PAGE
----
According to the problem statement, the String passed in has enough room to hold all the expanded characters, and you are supposed to do the expansion in-place. You went ahead and allocated a second character array and copied the characters from one array to another.

The whole backwards loop you used only makes sense if you are expanding in-place in the same array. If you allocate a new array, you might as well write the loop in the forwards direction since it doesn't make any difference.

Other things

  1. I find it easier to read an if-else statement if the if condition is written in the positive sense if (c == ' ') rather than if (c != ' ').
  2. Although your backwards loop does the right thing, I had to stare at it for a long time to convince myself that it was correct. Instead of an expression for the insertion point, I would just use another index.

(I just noticed that @rolfl already covered these points)

Rewrite

Here is how I would have modified your function. (It looks a lot like @rolfl's version actually):

public static String conversion(String str, int length)
{
    char[] strChars  = str.toCharArray();
    int    numSpaces = 0;

    for (int i = 0; i < length; i++) {
        if (strChars[i] == ' ') {
            numSpaces++;
        }
    }

    int newLength = length + 2 * numSpaces;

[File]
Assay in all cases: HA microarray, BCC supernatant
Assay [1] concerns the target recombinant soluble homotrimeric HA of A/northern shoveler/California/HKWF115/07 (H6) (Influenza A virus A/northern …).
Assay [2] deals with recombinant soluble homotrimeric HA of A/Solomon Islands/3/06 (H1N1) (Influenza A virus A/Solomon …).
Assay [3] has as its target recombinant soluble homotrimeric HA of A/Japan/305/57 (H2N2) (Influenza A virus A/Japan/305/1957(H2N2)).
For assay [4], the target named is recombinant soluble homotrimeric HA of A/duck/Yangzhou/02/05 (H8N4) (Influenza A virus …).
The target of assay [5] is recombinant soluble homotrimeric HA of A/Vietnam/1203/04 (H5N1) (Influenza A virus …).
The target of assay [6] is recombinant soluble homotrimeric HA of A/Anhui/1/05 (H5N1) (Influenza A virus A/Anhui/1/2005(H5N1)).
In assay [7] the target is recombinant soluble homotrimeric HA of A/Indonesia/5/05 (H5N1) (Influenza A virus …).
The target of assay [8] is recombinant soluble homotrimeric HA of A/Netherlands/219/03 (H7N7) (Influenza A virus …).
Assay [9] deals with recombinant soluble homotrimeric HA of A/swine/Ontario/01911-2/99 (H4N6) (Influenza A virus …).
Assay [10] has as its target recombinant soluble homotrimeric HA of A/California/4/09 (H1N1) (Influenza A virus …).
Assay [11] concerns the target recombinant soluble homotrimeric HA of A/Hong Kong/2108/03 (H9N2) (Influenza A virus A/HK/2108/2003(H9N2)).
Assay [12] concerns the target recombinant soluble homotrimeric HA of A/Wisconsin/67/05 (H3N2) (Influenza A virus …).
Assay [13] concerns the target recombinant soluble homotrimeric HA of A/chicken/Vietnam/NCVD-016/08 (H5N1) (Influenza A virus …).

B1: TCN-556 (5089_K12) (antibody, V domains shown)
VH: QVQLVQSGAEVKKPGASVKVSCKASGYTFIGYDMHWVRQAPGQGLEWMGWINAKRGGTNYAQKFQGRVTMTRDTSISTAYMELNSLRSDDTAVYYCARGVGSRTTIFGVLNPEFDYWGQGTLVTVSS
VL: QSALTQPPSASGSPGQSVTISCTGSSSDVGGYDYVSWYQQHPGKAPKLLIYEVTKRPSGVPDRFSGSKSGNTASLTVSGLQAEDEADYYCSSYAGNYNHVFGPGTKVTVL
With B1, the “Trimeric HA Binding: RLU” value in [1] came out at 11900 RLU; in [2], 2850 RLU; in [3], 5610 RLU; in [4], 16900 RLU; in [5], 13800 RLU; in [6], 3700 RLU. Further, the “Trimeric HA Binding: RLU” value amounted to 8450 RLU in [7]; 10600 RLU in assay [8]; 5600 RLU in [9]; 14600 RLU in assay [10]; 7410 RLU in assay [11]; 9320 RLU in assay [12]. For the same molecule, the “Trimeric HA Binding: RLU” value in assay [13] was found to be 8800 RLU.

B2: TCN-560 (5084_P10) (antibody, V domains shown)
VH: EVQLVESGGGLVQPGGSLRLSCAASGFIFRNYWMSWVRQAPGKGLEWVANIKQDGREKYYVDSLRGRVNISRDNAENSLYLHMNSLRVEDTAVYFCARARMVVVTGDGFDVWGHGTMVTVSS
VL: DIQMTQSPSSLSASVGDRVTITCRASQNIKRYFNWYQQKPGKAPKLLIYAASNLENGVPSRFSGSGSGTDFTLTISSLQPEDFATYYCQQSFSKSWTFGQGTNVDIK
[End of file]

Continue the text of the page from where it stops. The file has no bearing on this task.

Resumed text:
for (int i = length - 1, j = newLength - 1; i >= 0; i--) {
        char c = strChars[i];
        if (c == ' ') {
            strChars[j--] = '0';
            strChars[j--] = '2';
            strChars[j--] = '%';
        } else {
            strChars[j--] = c;
        }
    }

    return String.valueOf(strChars);
}
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How to split a string in Java

A tad bit on the concerned side here as I am not sure if your goal is a brute force coding requirement or not but the above link shows how to use the string split function an example is

String[] out = string.split("-");

Then just reassemble the string from out[]

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  • \$\begingroup\$ »USE character array to perform this operation in place« was one of the requirements. And I would not call that in place \$\endgroup\$ – Thomas Junk Mar 3 '17 at 19:14